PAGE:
13 Global Takaful Contributions Global gross takaful contributions continue to post healthy growth, reaching US$ 5.3 billion in 2008 Global Gross Takaful Contributions (US$m) CAGR ( ) = 39% 1,988 5, , , , CAGR Levant 18% Indian Sub-135% Continent Africa 1, ,239 3,742 2,846 2,089 South-East Asia GCC 18% 28% 45% (e) Iran - Gross Contributions by Year (US$m) 2,164 2,5612,8963,415 4,096 17% Notes: Iran’s financial services sector is entirely Islamic and as such, has been shown separately from the global analysis. Saudi Arabia requires that all insurance companies operate under a cooperative business model, which is a key feature of takaful. As such, Saudi Arabia has been included in the global analysis. However, not all cooperatives in Saudi Arabia operate fully as takaful companies. Data from the World Islamic Insurance Directory has been cross referenced with published national statistics for takaful where available. Consolidated data was available for Bahrain, Malaysia, Pakistan and Saudi Arabia. For these countries, the 2008 data was found to be within a margin of error of 5%. Numbers may not total correctly due to rounding. Source: World Islamic Insurance Directory 2010 (Reproduced with permission from Takaful Re Limited), Ernst & Young analysis 31

14 (apprx.) (USD) BILLION >135 # of Takaful Operators in 2009 Approx. 36 Window Operators 5 Pakistani Operators > 20 Re-Takaful Operators Global Market Size E&Y Worldwide Takaful Developments & Growth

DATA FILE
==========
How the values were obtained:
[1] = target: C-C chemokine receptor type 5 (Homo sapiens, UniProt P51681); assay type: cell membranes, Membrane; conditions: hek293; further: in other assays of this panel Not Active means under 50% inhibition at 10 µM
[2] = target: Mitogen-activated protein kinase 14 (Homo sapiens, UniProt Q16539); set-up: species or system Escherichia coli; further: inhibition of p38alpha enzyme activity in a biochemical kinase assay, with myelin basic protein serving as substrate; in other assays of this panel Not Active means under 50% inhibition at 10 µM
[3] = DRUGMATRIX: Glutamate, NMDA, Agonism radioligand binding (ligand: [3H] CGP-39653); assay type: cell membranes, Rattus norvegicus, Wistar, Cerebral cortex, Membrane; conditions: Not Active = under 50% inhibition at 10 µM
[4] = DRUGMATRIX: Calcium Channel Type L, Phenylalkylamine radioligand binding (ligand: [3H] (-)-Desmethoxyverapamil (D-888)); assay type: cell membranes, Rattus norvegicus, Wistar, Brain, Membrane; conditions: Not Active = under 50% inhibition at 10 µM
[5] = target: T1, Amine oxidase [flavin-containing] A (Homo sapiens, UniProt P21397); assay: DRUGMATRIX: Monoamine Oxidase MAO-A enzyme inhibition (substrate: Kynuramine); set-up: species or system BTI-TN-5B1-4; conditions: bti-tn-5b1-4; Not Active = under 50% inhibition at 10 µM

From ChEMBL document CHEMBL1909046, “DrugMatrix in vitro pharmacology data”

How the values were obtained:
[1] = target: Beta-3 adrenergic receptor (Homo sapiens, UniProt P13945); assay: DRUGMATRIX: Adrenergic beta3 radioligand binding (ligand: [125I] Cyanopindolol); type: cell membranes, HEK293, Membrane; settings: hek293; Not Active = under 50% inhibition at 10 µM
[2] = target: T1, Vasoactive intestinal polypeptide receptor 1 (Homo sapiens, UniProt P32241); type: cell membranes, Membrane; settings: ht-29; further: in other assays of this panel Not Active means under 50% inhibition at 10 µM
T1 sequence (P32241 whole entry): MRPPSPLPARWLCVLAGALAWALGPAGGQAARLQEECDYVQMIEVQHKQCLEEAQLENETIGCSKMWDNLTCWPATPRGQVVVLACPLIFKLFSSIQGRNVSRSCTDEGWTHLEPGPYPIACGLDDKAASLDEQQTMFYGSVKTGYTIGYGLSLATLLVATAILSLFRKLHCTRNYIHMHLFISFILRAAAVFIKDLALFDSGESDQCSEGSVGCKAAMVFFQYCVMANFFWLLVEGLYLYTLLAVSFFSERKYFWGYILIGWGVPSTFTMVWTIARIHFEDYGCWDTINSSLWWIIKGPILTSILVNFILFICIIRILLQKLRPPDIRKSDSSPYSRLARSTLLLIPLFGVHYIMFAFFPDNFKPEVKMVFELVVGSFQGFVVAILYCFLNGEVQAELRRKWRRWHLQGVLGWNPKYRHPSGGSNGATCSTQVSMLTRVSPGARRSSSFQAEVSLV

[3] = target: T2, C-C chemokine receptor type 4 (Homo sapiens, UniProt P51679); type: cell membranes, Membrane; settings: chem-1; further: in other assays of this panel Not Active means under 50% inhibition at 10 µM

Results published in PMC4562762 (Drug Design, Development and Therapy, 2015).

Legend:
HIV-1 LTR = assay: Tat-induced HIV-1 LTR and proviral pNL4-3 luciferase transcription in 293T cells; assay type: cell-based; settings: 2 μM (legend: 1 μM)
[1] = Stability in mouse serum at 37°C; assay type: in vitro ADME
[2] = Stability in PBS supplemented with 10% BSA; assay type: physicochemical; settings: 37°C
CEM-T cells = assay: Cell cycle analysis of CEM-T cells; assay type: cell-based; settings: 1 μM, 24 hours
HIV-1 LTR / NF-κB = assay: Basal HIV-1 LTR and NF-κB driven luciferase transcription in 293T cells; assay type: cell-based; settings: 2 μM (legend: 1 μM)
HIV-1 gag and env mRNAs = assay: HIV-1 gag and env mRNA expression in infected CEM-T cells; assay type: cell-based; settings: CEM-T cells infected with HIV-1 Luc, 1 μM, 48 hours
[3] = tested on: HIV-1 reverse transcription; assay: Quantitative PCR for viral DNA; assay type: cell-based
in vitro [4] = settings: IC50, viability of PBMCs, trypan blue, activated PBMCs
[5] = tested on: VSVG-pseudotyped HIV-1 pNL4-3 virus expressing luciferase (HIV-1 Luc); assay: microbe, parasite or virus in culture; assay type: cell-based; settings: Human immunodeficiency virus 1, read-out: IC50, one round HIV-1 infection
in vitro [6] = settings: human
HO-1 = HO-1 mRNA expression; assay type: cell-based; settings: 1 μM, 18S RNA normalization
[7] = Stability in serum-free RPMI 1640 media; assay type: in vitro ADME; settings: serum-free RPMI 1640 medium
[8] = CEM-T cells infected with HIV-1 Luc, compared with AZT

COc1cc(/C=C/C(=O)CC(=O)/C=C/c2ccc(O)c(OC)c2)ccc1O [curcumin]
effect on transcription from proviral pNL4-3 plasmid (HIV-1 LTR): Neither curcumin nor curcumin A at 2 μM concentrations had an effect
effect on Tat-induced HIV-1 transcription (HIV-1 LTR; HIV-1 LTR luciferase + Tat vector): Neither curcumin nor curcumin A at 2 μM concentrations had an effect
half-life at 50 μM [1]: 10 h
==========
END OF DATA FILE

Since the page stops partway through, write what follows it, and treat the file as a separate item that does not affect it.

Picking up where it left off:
15 Re-Takaful Worldwide  Islamic Takaful & Retakaful Co. (IRTCo.) (Bahamas)  Munich Re Re-Takaful (Malaysia)  Hannover ReTakaful B.S.C. © (Bahrain)  Best Re ( Malaysia)  Solidarity Islamic Takaful & Retakaful Co. (Bahrain)  PT Reassuransi Internasional Indonesia (Indonesia)  Amin Reinsurance Company (Iran)  Al Fejr Retakaful Insurance Co. (Kuwait)  Asean Re-Takaful International (Malaysia)  MNRB Retakaful Berhad (Malaysia)  Islamic Takaful & Re-takaful Co. (Saudi Arabia)  Islamic Takaful and Re-Takaful Co. (ITRCo.) (Saudi Arabia)  Tokio Marine Nichido Retakaful Pte Ltd (Singapore)  National Re-insurance Co. (NRICo.) (Sudan)  Sheikhan Insurance & Reinsurance (Sudan)  Sudanese Insurance & Reinsurance Co (Sudan)  BEIT Iaadat Ettamine Tounsi Saoudi Re-insurance (B.E.S.T. Re) (Tunisia)  ACR ReTakaful Holdings Limited (UAE)  Dubai Islamic Insurance & reinsurance Co. (UAE)  Takaful Re Limited (UAE) Source: ICMIF Takaful, > 20 Re-Takaful Operators w orldwide